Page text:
This will vary widely across positions, but you can pretty much count on doing a lot of “data management” - that is, gathering, cleaning, and analyzing data - wherever you end up. You may also do some administrative work and other miscellaneous tasks, such as writing grant applications, designing questionnaires, or communicating with partner organizations.
RAs use a wide variety of technical tools, though the most common softwares are Stata, LaTeX, and R. In the RA survey, patterns of use look somewhat different between academic and non-academic institutions.
Your day-to-day experience can vary a lot by type of institution or project stage. Below, we list some examples of what day-to-day life might look like for an RA in an academic setting, on a development project, or at the Federal Reserve.
RAs at universities often work on academic papers. The nature of the work can depend on the stage the paper is in, from exploratory analyses and literature reviews to submission and publication.
In the early stages of a project, you may spend time collecting and cleaning data, helping draft grant applications, and conducting exploratory analyses in e.g. Stata. A day-in-the-life might start with downloading data files your PI(s) requested, cleaning the data using Stata, and producing some quick summary statistics tables that highlight anomalies in the data (e.g. missing observations for an important outcome variable). In the afternoon, you might have a call with your PI(s) to discuss the tables you produced, at which point they might suggest you look into whether related papers had similar issues. You might then spend an hour or two buffing up a literature review and reshaping the dataset to accommodate the analyses the PI suggested you explore for your next meeting.
At the middle stage of a paper, your PI(s) may already have a tentative set of results in the form of tables and figures or an early draft of the paper. Aside from the regular interactions like meetings with your PI(s) or with other RAs, your daily tasks could involve cleaning and processing data, formatting tables in LaTeX, or conducting new analyses. Your PI(s) may be giving presentations at other institutions to get feedback on the paper, in which case you may spend some days drafting presentation slides.
Working on the later stages of a paper involves either preparing the paper for submission to a journal or revising and resubmitting the paper (R&R) for publication. If you are preparing the paper for submission, you may be completing tasks such as building replication files or finalizing tables for publication. If you are working on an R&R, your day might start with editing language, incorporating feedback from a referee report, or formatting the paper in LaTeX. After attending a seminar, you might spend the afternoon running extra robustness checks or generating alternative specifications of a main figure for the appendix.
The nature of the work will be largely determined by the phase of the project.
The role of the office-based RA during this phase is to help write and administer a prototype of the survey that will eventually be used for data collection. During this phase, most days will involve helping your PIs draft survey questionnaires and helping the field team (including field-based RAs and managers) design, program, and roll out the pilot survey. This may entail a visit to the field (i.e. the region where the study is based) to actively support the field team in piloting the survey and modify it as necessary.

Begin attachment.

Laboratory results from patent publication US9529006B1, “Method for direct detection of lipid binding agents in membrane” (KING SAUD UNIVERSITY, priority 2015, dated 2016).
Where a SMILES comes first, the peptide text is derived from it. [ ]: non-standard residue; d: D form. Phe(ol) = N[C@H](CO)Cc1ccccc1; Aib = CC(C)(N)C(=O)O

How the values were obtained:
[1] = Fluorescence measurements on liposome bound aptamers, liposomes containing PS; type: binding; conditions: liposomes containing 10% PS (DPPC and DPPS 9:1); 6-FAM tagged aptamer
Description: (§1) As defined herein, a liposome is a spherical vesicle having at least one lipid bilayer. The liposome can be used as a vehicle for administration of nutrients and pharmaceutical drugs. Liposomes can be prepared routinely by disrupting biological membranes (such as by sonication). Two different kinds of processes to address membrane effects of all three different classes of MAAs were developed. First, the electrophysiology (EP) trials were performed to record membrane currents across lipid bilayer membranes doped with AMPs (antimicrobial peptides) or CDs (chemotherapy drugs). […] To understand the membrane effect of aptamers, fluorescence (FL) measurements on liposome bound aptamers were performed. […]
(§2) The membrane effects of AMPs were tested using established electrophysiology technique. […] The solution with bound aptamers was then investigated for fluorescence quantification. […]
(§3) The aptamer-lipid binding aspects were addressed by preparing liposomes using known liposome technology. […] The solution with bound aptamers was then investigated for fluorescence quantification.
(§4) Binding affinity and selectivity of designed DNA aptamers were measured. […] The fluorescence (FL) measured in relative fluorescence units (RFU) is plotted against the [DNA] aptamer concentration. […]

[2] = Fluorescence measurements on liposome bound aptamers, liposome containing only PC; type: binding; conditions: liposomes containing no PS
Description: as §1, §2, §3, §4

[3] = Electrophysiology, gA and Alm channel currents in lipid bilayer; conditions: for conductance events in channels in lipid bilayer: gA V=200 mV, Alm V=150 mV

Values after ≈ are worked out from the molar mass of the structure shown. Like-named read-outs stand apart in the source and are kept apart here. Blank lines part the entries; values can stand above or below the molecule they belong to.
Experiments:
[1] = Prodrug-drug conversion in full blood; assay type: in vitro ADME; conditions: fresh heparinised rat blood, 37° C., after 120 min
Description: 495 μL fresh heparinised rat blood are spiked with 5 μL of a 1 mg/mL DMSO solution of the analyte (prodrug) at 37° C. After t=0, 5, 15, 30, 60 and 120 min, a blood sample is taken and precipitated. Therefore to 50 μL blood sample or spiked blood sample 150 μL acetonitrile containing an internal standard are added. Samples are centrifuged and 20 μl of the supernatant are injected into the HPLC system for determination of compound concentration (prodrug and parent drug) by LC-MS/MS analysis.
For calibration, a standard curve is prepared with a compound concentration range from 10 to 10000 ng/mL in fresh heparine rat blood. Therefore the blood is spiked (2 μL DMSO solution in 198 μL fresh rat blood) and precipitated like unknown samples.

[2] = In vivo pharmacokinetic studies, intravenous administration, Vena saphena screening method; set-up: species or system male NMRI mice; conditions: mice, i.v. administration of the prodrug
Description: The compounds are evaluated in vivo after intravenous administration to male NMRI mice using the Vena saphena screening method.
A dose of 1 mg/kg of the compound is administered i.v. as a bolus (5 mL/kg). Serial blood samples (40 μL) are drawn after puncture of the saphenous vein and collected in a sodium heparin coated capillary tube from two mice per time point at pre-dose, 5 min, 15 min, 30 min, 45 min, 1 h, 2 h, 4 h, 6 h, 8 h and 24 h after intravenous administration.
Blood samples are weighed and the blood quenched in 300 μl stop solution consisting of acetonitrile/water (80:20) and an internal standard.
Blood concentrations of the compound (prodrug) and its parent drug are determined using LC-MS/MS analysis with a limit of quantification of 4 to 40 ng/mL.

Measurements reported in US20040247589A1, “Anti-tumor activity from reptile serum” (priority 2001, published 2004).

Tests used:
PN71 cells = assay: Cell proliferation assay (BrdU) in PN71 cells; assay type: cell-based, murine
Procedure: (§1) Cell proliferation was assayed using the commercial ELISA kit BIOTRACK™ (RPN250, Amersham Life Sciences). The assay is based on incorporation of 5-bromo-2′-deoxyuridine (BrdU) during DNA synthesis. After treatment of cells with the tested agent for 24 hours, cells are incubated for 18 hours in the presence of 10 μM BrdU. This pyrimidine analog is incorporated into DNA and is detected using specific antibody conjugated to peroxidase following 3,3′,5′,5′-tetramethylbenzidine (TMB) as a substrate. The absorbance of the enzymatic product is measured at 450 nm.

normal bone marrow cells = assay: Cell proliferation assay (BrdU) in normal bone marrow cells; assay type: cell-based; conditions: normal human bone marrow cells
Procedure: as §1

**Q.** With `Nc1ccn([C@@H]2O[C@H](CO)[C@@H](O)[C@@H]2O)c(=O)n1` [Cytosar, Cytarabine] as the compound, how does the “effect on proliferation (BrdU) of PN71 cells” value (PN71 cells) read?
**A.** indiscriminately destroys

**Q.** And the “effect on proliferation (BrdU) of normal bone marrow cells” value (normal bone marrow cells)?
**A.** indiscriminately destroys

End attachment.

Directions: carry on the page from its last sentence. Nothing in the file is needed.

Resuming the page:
The role of office-based RA during this phase is to help “process” (check for anomalies, formatting, etc.) and maintain the quality of the incoming data. Most days will involve cleaning and processing survey data from the previous day, and staying in contact with field-based RAs and surveyors who are calling or visiting households to administer surveys. This may entail a visit to the field, where working directly with field-based RAs can help you quickly understand patterns, anomalies, and data entry quirks in the data. You may have regular calls with PIs to update them on field operations.
This phase typically overlaps with the data collection phase, meaning the role of the office-based RA is to help process and maintain the quality of the incoming data but also to start data analysis on what’s available. A typical day might look as follows. In the morning, you may have daily calls with field-based RAs to update each other and help clean data from the previous day. In the afternoon, you may be reshaping data to produce a new set of tables for the next weekly call with senior PIs, while messaging/having short calls with junior PIs to discuss the results throughout the day.
Just as in academic RAships, you may spend most of the day cleaning or analyzing data, typically in Stata or Matlab. However, unlike academic RAships, RAs at the Fed are more likely to work on policy-oriented work in addition to academic work, a distinction that may require switching between computers throughout the day for data security purposes. You are typically paired with one or two economists and you might meet with them some days, but most days may be spent on your own or with another RA otherwise. During lunch, you might go to lunch seminars or eat in the Fed cafeteria. During the afternoon, you might take a break to grab a coffee with other RAs.
Every 8 weeks, RAs and everyone else at the Fed drop all research and switch to preparing data and figures on economic indicators for the meeting. Your set of tasks will look similar to those of an average day (above), but the work will likely go at a much faster pace.